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Lagos Environment Stinks – ACRC Research Report

By Femi Akinola

The African Cities Research Consortium (ACRC) has delivered a stark assessment of Lagos’ environmental conditions, revealing pervasive challenges across the city’s 20 Local Government Areas and 37 Local Council Development Areas.

The findings, presented in a research report titled “Lagos City of Systems: Food Security, Health and Safety, Environmental Sustainability,” highlight critical issues hindering a conducive environment in the state.

Professor Taibat Lawanson, City Lead of the Consortium and a key figure in the Urban Development and Governance department at the University of Lagos (Unilag), shared key insights and recommendations during the 2023 edition of the annual education summit organized by the Education Writers’ Association (EWAN).

The research, spanning 12 African cities, including Lagos, Maiduguri, Accra, Addis Ababa, Kampala, Dar es Salaam, Freetown, Mogadishu, Nairobi, Lilongwe, and Bukavu, aims to foster a shared understanding of the political economy of African cities.

Professor Lawanson emphasized that the project identifies and addresses critical challenges faced by these cities through action research and advocacy over a five-year period.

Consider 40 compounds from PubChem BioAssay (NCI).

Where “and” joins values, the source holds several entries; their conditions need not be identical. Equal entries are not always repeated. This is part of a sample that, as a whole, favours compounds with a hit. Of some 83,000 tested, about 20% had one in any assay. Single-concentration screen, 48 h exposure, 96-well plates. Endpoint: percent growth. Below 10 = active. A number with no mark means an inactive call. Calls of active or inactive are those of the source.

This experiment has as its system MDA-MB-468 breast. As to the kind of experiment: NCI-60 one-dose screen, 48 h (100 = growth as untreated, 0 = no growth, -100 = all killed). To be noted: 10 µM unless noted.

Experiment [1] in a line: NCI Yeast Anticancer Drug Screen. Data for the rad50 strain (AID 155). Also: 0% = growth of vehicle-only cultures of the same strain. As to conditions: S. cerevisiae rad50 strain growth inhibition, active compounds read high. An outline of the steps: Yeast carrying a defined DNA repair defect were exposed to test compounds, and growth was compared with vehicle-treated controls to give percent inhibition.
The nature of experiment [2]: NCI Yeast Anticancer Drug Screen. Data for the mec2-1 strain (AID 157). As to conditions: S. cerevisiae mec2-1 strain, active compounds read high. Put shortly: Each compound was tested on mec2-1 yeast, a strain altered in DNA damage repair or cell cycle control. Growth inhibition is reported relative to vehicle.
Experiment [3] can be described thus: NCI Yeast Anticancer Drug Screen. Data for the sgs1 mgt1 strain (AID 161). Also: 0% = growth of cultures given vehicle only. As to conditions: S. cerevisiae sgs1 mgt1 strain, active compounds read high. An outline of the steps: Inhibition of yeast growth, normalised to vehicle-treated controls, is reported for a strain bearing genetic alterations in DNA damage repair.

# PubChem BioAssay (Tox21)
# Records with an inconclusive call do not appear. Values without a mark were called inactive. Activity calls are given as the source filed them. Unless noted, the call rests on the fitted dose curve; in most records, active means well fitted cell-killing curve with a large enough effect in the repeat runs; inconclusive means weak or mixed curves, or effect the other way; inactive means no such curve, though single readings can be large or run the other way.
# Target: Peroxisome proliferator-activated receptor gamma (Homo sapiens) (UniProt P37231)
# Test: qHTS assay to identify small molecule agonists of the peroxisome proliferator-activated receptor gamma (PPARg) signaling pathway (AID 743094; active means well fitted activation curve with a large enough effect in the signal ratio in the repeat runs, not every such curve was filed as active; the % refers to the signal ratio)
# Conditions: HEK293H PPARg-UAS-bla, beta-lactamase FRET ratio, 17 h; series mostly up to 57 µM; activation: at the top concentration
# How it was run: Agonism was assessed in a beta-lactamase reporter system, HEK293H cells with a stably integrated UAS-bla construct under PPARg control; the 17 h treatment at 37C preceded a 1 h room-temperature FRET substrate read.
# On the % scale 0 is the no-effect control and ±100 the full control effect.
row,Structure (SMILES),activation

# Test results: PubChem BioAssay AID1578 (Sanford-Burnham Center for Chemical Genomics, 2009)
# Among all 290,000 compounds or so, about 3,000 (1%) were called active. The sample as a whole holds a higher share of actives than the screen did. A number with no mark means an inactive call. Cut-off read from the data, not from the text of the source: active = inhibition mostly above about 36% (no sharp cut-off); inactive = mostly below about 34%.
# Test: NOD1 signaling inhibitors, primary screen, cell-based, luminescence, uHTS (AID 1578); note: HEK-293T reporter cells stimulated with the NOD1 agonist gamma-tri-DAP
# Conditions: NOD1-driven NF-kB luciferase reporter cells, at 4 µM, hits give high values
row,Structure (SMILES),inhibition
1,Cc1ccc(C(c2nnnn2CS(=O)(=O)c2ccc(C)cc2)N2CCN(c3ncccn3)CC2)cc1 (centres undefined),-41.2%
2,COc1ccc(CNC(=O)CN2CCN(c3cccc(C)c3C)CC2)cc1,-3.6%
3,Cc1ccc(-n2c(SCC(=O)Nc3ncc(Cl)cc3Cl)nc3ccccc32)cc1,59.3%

Key areas of interest in Lagos include structural transformation, safety and security, neighborhood and economic district development, and housing.

These align with the Lagos State Economic Development Plan (2031-2052) and the THEMES plus agenda of the Lagos State Government.

Emerging findings in the research report cover nine city systems and four domains, focusing on healthcare, transportation, water and sanitation, waste management, food distribution, energy, finance, law and order, ICT, and education.

The report highlighted that 50% of waste generated in Lagos is food waste, emphasizing the need to mainstream informal waste workers to address waste management concerns.

The researchers also pointed out deficiencies in sanitation, noting the absence of open-defecation-free areas and inadequate operational procedures for sanitation workers.

Regarding water scarcity, despite Lagos being blessed with bodies of water, the research revealed that only 40% of the daily demand of 3.83 billion liters is provided by the Lagos State Water Corporation.

Informal water providers, while unrecognised or criminalised, were found to be more reliable, though largely unsafe.

The report recommended reconciling water as an economic good and a social justice imperative.

In response to the comprehensive report, Professor Olanrewaju Fagboun, a prominent figure in environmental law, praised the clarity and sector-specific breakdown of the recommendations.

He urged the Lagos State Government to embrace the outcomes and implement the suggested solutions.

Commissioner for Basic and Secondary Education, Jamiu Alli-Balogun, and Director of Education Resource Centre, Omolayo Akinlade, on behalf of the Lagos State Government, expressed gratitude for the efforts of the consortium.

They pledged support for the implementation of the recommendations while urging organizers to facilitate broader access to the findings among relevant ministries and agencies.

 

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